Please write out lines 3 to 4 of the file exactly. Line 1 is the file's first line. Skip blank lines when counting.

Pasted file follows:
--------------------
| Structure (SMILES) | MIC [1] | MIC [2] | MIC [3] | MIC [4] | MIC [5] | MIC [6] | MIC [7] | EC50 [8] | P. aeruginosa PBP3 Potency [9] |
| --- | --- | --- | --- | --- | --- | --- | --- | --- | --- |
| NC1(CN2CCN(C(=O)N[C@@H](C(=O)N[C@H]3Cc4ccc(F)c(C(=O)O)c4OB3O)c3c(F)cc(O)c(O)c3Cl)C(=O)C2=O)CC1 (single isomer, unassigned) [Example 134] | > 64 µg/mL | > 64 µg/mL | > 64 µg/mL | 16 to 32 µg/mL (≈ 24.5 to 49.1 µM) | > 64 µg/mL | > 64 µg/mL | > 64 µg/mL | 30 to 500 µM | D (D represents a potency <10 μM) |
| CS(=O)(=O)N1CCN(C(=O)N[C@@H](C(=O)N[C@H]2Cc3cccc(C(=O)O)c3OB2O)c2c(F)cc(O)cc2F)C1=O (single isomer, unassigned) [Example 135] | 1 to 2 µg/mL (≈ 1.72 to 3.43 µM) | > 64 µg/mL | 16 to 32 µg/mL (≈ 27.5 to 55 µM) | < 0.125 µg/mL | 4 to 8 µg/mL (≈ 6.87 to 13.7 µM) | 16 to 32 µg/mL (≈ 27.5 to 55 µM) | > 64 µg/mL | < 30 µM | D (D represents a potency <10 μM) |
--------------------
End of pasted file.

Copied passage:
| NC1(CN2CCN(C(=O)N[C@@H](C(=O)N[C@H]3Cc4ccc(F)c(C(=O)O)c4OB3O)c3c(F)cc(O)c(O)c3Cl)C(=O)C2=O)CC1 (single isomer, unassigned) [Example 134] | > 64 µg/mL | > 64 µg/mL | > 64 µg/mL | 16 to 32 µg/mL (≈ 24.5 to 49.1 µM) | > 64 µg/mL | > 64 µg/mL | > 64 µg/mL | 30 to 500 µM | D (D represents a potency <10 μM) |
| CS(=O)(=O)N1CCN(C(=O)N[C@@H](C(=O)N[C@H]2Cc3cccc(C(=O)O)c3OB2O)c2c(F)cc(O)cc2F)C1=O (single isomer, unassigned) [Example 135] | 1 to 2 µg/mL (≈ 1.72 to 3.43 µM) | > 64 µg/mL | 16 to 32 µg/mL (≈ 27.5 to 55 µM) | < 0.125 µg/mL | 4 to 8 µg/mL (≈ 6.87 to 13.7 µM) | 16 to 32 µg/mL (≈ 27.5 to 55 µM) | > 64 µg/mL | < 30 µM | D (D represents a potency <10 μM) |